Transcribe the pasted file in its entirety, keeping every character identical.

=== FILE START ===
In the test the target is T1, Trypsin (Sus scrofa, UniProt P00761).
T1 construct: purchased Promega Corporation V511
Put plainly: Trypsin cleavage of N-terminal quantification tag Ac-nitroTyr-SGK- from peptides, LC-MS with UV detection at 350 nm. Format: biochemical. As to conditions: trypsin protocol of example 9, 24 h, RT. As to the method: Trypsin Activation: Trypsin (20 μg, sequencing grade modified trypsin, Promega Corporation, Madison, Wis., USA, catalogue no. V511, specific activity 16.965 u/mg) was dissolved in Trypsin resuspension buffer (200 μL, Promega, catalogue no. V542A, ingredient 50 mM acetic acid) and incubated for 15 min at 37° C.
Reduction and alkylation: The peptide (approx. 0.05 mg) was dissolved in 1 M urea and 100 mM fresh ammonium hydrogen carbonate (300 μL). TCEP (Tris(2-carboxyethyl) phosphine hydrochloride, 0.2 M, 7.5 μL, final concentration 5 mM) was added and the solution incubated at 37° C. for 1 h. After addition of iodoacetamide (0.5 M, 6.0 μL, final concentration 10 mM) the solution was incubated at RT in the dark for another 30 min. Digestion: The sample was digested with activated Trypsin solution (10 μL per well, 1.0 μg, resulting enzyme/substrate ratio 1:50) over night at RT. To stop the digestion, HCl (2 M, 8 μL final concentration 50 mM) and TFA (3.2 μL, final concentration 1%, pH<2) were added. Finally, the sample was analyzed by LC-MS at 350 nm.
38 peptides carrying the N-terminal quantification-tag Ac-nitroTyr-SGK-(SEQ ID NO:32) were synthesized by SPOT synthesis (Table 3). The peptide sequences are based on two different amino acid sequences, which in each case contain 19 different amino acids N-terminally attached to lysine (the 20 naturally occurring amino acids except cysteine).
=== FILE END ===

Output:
In the test the target is T1, Trypsin (Sus scrofa, UniProt P00761).
T1 construct: purchased Promega Corporation V511
Put plainly: Trypsin cleavage of N-terminal quantification tag Ac-nitroTyr-SGK- from peptides, LC-MS with UV detection at 350 nm. Format: biochemical. As to conditions: trypsin protocol of example 9, 24 h, RT. As to the method: Trypsin Activation: Trypsin (20 μg, sequencing grade modified trypsin, Promega Corporation, Madison, Wis., USA, catalogue no. V511, specific activity 16.965 u/mg) was dissolved in Trypsin resuspension buffer (200 μL, Promega, catalogue no. V542A, ingredient 50 mM acetic acid) and incubated for 15 min at 37° C.
Reduction and alkylation: The peptide (approx. 0.05 mg) was dissolved in 1 M urea and 100 mM fresh ammonium hydrogen carbonate (300 μL). TCEP (Tris(2-carboxyethyl) phosphine hydrochloride, 0.2 M, 7.5 μL, final concentration 5 mM) was added and the solution incubated at 37° C. for 1 h. After addition of iodoacetamide (0.5 M, 6.0 μL, final concentration 10 mM) the solution was incubated at RT in the dark for another 30 min. Digestion: The sample was digested with activated Trypsin solution (10 μL per well, 1.0 μg, resulting enzyme/substrate ratio 1:50) over night at RT. To stop the digestion, HCl (2 M, 8 μL final concentration 50 mM) and TFA (3.2 μL, final concentration 1%, pH<2) were added. Finally, the sample was analyzed by LC-MS at 350 nm.
38 peptides carrying the N-terminal quantification-tag Ac-nitroTyr-SGK-(SEQ ID NO:32) were synthesized by SPOT synthesis (Table 3). The peptide sequences are based on two different amino acid sequences, which in each case contain 19 different amino acids N-terminally attached to lysine (the 20 naturally occurring amino acids except cysteine).